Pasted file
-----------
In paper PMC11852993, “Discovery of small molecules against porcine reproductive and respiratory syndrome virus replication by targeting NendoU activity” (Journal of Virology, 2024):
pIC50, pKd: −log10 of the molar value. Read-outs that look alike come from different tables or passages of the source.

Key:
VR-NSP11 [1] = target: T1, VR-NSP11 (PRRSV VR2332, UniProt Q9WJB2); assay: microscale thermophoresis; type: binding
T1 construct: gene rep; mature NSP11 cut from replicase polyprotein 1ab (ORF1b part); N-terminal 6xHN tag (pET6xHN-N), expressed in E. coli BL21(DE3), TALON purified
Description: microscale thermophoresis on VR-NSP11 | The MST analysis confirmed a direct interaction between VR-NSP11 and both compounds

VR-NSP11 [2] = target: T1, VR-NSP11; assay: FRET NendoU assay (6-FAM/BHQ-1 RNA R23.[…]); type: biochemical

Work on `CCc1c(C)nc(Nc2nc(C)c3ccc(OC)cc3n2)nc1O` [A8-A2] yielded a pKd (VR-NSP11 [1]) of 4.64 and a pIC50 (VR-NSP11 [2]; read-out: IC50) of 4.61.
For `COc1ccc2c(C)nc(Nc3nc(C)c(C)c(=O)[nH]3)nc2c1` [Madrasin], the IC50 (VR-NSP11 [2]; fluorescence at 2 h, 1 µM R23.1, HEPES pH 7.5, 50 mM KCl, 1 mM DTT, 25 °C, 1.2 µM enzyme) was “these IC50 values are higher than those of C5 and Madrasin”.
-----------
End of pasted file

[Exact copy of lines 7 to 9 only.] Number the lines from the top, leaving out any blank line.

VR-NSP11 [2] = target: T1, VR-NSP11; assay: FRET NendoU assay (6-FAM/BHQ-1 RNA R23.[…]); type: biochemical

Work on `CCc1c(C)nc(Nc2nc(C)c3ccc(OC)cc3n2)nc1O` [A8-A2] yielded a pKd (VR-NSP11 [1]) of 4.64 and a pIC50 (VR-NSP11 [2]; read-out: IC50) of 4.61.
For `COc1ccc2c(C)nc(Nc3nc(C)c(C)c(=O)[nH]3)nc2c1` [Madrasin], the IC50 (VR-NSP11 [2]; fluorescence at 2 h, 1 µM R23.1, HEPES pH 7.5, 50 mM KCl, 1 mM DTT, 25 °C, 1.2 µM enzyme) was “these IC50 values are higher than those of C5 and Madrasin”.